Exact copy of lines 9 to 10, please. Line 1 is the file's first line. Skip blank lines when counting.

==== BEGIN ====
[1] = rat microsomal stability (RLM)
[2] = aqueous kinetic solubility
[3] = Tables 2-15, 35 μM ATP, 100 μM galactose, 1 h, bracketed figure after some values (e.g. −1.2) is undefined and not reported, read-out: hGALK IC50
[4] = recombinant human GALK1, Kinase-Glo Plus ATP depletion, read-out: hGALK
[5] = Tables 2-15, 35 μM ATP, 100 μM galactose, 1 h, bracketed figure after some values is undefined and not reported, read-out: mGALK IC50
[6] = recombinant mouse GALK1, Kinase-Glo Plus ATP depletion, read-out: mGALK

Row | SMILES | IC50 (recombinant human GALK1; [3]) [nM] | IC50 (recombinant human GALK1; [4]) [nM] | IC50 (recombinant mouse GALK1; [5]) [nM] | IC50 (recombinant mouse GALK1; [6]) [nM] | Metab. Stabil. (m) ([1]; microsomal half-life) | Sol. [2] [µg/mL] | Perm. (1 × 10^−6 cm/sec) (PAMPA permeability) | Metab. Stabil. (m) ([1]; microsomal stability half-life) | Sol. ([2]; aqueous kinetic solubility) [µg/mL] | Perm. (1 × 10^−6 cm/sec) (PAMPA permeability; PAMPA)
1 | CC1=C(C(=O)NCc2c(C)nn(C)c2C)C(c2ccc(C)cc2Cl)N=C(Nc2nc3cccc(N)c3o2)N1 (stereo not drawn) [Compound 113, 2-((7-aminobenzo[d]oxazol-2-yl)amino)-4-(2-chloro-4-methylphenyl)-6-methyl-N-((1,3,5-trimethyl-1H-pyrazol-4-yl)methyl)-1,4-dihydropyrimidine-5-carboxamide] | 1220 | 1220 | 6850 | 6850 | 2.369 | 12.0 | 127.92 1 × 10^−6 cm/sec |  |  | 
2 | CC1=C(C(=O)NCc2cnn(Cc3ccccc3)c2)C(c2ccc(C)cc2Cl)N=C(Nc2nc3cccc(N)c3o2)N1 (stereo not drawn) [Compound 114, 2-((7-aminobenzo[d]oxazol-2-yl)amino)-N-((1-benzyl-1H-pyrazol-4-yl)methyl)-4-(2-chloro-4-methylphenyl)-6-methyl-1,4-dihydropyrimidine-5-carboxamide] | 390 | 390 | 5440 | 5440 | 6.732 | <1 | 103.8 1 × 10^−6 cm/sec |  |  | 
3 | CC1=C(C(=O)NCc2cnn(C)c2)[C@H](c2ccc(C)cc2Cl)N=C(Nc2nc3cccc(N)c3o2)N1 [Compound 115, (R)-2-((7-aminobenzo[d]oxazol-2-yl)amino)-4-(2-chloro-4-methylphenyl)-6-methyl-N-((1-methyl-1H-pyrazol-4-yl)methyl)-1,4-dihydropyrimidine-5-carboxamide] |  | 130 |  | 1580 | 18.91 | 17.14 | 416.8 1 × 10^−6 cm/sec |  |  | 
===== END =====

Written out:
2 | CC1=C(C(=O)NCc2cnn(Cc3ccccc3)c2)C(c2ccc(C)cc2Cl)N=C(Nc2nc3cccc(N)c3o2)N1 (stereo not drawn) [Compound 114, 2-((7-aminobenzo[d]oxazol-2-yl)amino)-N-((1-benzyl-1H-pyrazol-4-yl)methyl)-4-(2-chloro-4-methylphenyl)-6-methyl-1,4-dihydropyrimidine-5-carboxamide] | 390 | 390 | 5440 | 5440 | 6.732 | <1 | 103.8 1 × 10^−6 cm/sec |  |  | 
3 | CC1=C(C(=O)NCc2cnn(C)c2)[C@H](c2ccc(C)cc2Cl)N=C(Nc2nc3cccc(N)c3o2)N1 [Compound 115, (R)-2-((7-aminobenzo[d]oxazol-2-yl)amino)-4-(2-chloro-4-methylphenyl)-6-methyl-N-((1-methyl-1H-pyrazol-4-yl)methyl)-1,4-dihydropyrimidine-5-carboxamide] |  | 130 |  | 1580 | 18.91 | 17.14 | 416.8 1 × 10^−6 cm/sec |  |  | 